Selling adulterated food? Pay small fine and carry on

Selling adulterated food? Pay small fine and carry on
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Srinagar: The Food Safety Department has let off hundreds of food business operators even though their products were found to be highly adulterated and in violation of the Food Safety and Standards Act (FSSA).
Official sources told Kashmir Reader that the food wing of the Drug and Food Control Organisation (DFCO) has failed to confiscate unsafe and substandard food items from the market despite laboratory confirmations indicting them.
“In the last three months, no substandard food product was seized from the market even after lab confirmation,” Food Safety Officers (FSOs) revealed.
As per official data, out of 4,914 food samples tested in J&K, 1,010 samples were found to be substandard, misbranded and/or unsafe. Nearly 1,127 prosecutions were launched against violators between April 2016 and August 2017. However, in most cases the food units and vendors involved were let off after a meagre fine.
“In most of the cases, the maximum quantum of the fine was Rs 30,000, which is quite meagre for multi-crore food business units,” sources said.
They said the food items found unhygienic or violating the rules should have been seized as per the FSS Act till lab reports came.
“Lab confirmation usually takes more than a month due to staff shortage. But the food department settles the issue before that by filing simple challans against the violators, who end up paying a meagre fine. The process takes almost two to three months, and till that time, people consume all the food items sold in the market even if the lab report declares them unsafe for human consumption,” said a health department official.
The standard rule is to tell district officials about the substandard and unsafe food items and recommend their confiscation.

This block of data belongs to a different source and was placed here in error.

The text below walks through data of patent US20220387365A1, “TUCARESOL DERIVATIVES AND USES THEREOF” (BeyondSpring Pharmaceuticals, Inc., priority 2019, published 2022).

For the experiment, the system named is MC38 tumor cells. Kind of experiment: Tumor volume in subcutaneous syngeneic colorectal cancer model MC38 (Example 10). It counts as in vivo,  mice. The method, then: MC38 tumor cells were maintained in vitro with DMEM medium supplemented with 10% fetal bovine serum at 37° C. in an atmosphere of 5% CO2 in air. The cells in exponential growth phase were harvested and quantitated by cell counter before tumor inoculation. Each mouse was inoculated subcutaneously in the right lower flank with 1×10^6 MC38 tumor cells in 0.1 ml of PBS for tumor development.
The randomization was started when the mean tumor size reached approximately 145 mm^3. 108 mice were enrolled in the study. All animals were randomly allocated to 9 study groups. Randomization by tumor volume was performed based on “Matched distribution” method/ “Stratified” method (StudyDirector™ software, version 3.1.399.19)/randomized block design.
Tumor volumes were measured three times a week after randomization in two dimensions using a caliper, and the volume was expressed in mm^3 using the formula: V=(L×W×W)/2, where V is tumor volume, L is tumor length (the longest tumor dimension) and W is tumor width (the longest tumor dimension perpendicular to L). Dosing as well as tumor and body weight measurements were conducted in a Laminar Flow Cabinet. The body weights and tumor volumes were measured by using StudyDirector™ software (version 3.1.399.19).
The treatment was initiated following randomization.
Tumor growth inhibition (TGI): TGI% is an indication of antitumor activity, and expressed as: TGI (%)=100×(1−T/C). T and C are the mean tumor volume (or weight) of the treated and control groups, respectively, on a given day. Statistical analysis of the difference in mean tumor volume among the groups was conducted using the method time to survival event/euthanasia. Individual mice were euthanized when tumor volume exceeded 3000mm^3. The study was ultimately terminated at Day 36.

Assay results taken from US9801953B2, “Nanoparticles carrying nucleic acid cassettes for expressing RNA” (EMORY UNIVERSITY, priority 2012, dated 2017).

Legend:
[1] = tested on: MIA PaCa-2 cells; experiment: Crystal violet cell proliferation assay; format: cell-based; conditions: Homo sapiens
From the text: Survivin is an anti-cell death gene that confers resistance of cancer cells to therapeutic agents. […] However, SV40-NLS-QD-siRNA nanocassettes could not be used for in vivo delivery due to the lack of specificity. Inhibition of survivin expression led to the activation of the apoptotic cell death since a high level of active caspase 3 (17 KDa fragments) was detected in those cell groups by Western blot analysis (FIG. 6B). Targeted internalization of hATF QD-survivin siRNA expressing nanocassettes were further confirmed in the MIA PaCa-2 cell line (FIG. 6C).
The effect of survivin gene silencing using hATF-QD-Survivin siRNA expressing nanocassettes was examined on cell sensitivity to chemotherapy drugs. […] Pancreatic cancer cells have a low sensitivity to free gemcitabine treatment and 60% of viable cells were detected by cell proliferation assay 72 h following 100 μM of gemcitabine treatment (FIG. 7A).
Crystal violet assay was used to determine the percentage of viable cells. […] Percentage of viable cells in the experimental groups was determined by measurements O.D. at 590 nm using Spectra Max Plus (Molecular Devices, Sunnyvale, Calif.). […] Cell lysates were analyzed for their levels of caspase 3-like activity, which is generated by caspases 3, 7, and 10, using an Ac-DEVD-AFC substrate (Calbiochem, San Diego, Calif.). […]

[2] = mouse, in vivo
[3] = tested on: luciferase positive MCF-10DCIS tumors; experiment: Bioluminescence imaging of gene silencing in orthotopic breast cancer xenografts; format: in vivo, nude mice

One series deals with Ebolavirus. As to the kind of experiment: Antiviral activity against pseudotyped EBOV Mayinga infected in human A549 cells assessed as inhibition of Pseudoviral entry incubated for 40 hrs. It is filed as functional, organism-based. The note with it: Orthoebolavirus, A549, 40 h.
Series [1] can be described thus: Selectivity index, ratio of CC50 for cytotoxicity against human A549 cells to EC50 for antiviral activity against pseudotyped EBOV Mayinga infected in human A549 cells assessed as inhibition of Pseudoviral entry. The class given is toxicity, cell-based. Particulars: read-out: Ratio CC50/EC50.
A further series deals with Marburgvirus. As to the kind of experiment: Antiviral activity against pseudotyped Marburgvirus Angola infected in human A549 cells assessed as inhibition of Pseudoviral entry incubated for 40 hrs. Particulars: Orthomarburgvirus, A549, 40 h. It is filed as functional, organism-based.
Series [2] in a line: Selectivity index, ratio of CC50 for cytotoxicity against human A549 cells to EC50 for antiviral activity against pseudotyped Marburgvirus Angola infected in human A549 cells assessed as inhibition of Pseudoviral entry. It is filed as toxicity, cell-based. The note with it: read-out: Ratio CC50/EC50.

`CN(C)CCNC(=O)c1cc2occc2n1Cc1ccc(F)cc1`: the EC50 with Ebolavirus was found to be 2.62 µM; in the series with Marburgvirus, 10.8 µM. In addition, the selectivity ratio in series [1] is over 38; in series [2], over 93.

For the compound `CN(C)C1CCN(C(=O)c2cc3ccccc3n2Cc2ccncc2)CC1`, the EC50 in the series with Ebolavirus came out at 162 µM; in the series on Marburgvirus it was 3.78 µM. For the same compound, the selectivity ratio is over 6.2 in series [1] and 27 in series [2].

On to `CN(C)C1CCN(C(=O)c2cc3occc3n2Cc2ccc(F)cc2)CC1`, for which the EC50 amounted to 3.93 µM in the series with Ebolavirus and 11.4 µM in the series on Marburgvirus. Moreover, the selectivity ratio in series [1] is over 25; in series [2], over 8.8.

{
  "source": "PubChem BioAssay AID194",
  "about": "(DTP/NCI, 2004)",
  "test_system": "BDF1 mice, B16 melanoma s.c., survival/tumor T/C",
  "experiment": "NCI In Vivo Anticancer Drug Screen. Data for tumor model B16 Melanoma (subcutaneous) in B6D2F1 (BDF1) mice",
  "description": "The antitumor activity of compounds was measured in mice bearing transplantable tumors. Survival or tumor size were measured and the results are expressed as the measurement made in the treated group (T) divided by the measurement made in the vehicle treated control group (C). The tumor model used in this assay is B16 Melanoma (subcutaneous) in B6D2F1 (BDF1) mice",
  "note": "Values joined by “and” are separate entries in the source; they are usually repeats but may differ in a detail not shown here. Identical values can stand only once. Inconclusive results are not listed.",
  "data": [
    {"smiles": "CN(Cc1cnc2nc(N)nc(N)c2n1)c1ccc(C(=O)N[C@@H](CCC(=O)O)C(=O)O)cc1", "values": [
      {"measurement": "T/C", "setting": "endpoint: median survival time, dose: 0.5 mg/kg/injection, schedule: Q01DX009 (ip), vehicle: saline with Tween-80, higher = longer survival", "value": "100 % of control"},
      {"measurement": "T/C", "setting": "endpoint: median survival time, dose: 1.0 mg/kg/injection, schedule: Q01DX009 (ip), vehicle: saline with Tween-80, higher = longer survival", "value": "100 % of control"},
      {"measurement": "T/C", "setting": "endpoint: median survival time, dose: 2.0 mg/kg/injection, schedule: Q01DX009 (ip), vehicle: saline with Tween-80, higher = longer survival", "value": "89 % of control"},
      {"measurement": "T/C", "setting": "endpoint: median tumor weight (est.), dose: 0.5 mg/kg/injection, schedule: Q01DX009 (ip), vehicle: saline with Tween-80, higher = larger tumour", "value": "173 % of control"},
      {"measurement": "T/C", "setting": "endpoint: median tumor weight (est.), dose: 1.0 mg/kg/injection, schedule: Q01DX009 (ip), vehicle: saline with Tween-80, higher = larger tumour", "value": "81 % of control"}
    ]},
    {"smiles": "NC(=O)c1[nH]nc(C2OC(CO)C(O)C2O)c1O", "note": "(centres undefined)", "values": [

“The rule is not being followed, which puts people at risk,” the health official said.
Most of the unfit food items contain banned ingredients and synthetic colouring and flavouring agents, he said.
As per oncologists, researchers have found that synthetic colouring agents act as carcinogens, though these are not fully classified as yet.
“Colouring agents like Tartrazine and Corsamine which were found in food items are not permitted for use in food products, especially in spices. If they are used in smoked or grilled food, they become even more deadly,” doctors have said.
Carcinogenic colouring agents like Tartrazine and banned flavouring agents are often used in popular food items like kebabs, kanti, biryani, ice cream and milk/fruit shakes.
“Most of the food outlets were using banned colouring and flavouring agents in quantities enough for officials to seize their licences. But no prosecution was launched against them as per the Food Safety and Standards Act and Rules,” said an FSO in Srinagar.
FSOs said that many food outlets in business hub Lal Chowk were found to be using banned ingredients, including Monosodium Glutamate (MSG). MSG is a harmful flavour-enhancing agent which was found in Maggi noodles and led to its ban across India.
Deputy Commissioner, Food Safety, Irfana Ahmed said that food items cannot be seized because the rules don’t permit it.
“We can’t seize food items till the matter is decided in court. We are legally bound by certain rules. But, we ensure that proper prosecution is carried out,” she said.
“If we feel the prosecution or fine is not enough, we can now appeal to the newly-formed Food Tribunals,” she said.


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